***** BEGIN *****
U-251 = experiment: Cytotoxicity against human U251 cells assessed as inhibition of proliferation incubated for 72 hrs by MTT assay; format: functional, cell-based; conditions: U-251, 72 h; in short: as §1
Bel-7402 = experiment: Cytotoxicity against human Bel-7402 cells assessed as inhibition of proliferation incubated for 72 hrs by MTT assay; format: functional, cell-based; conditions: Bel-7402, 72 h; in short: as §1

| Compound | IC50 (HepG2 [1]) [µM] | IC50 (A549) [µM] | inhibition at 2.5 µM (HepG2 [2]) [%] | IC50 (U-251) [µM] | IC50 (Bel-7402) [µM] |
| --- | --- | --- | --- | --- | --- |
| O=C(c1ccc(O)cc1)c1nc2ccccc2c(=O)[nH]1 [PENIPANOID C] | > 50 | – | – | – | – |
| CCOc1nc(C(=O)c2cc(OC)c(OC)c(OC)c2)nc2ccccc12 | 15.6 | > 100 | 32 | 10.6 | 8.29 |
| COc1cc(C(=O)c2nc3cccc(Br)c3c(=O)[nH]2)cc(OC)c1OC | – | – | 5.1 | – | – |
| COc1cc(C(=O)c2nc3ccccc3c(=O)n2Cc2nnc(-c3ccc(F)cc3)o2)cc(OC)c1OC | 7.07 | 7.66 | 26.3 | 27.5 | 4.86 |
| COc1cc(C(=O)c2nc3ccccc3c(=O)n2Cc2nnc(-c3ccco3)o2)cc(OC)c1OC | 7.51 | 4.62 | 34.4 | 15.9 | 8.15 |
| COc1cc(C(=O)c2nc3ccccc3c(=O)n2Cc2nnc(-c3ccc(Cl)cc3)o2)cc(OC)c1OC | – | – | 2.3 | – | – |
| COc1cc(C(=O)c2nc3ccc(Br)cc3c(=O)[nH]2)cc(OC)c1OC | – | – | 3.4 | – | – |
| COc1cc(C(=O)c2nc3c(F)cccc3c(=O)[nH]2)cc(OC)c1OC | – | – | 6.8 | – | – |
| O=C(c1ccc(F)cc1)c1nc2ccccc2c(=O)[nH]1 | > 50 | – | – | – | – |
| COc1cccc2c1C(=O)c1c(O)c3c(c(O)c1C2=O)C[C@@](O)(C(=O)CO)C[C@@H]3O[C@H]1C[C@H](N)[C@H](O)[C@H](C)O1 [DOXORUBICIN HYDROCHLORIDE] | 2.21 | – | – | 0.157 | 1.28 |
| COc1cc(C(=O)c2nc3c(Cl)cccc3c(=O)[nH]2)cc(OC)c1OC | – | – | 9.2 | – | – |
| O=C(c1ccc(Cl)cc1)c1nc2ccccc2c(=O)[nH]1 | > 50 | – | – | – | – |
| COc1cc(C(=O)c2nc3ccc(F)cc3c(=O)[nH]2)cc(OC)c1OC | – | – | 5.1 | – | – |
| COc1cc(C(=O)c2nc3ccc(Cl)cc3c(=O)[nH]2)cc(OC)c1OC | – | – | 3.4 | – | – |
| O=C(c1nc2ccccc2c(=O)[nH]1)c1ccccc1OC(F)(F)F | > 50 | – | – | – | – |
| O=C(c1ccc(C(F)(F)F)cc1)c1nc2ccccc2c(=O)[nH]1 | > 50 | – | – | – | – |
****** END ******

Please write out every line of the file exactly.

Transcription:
U-251 = experiment: Cytotoxicity against human U251 cells assessed as inhibition of proliferation incubated for 72 hrs by MTT assay; format: functional, cell-based; conditions: U-251, 72 h; in short: as §1
Bel-7402 = experiment: Cytotoxicity against human Bel-7402 cells assessed as inhibition of proliferation incubated for 72 hrs by MTT assay; format: functional, cell-based; conditions: Bel-7402, 72 h; in short: as §1

| Compound | IC50 (HepG2 [1]) [µM] | IC50 (A549) [µM] | inhibition at 2.5 µM (HepG2 [2]) [%] | IC50 (U-251) [µM] | IC50 (Bel-7402) [µM] |
| --- | --- | --- | --- | --- | --- |
| O=C(c1ccc(O)cc1)c1nc2ccccc2c(=O)[nH]1 [PENIPANOID C] | > 50 | – | – | – | – |
| CCOc1nc(C(=O)c2cc(OC)c(OC)c(OC)c2)nc2ccccc12 | 15.6 | > 100 | 32 | 10.6 | 8.29 |
| COc1cc(C(=O)c2nc3cccc(Br)c3c(=O)[nH]2)cc(OC)c1OC | – | – | 5.1 | – | – |
| COc1cc(C(=O)c2nc3ccccc3c(=O)n2Cc2nnc(-c3ccc(F)cc3)o2)cc(OC)c1OC | 7.07 | 7.66 | 26.3 | 27.5 | 4.86 |
| COc1cc(C(=O)c2nc3ccccc3c(=O)n2Cc2nnc(-c3ccco3)o2)cc(OC)c1OC | 7.51 | 4.62 | 34.4 | 15.9 | 8.15 |
| COc1cc(C(=O)c2nc3ccccc3c(=O)n2Cc2nnc(-c3ccc(Cl)cc3)o2)cc(OC)c1OC | – | – | 2.3 | – | – |
| COc1cc(C(=O)c2nc3ccc(Br)cc3c(=O)[nH]2)cc(OC)c1OC | – | – | 3.4 | – | – |
| COc1cc(C(=O)c2nc3c(F)cccc3c(=O)[nH]2)cc(OC)c1OC | – | – | 6.8 | – | – |
| O=C(c1ccc(F)cc1)c1nc2ccccc2c(=O)[nH]1 | > 50 | – | – | – | – |
| COc1cccc2c1C(=O)c1c(O)c3c(c(O)c1C2=O)C[C@@](O)(C(=O)CO)C[C@@H]3O[C@H]1C[C@H](N)[C@H](O)[C@H](C)O1 [DOXORUBICIN HYDROCHLORIDE] | 2.21 | – | – | 0.157 | 1.28 |
| COc1cc(C(=O)c2nc3c(Cl)cccc3c(=O)[nH]2)cc(OC)c1OC | – | – | 9.2 | – | – |
| O=C(c1ccc(Cl)cc1)c1nc2ccccc2c(=O)[nH]1 | > 50 | – | – | – | – |
| COc1cc(C(=O)c2nc3ccc(F)cc3c(=O)[nH]2)cc(OC)c1OC | – | – | 5.1 | – | – |
| COc1cc(C(=O)c2nc3ccc(Cl)cc3c(=O)[nH]2)cc(OC)c1OC | – | – | 3.4 | – | – |
| O=C(c1nc2ccccc2c(=O)[nH]1)c1ccccc1OC(F)(F)F | > 50 | – | – | – | – |
| O=C(c1ccc(C(F)(F)F)cc1)c1nc2ccccc2c(=O)[nH]1 | > 50 | – | – | – | – |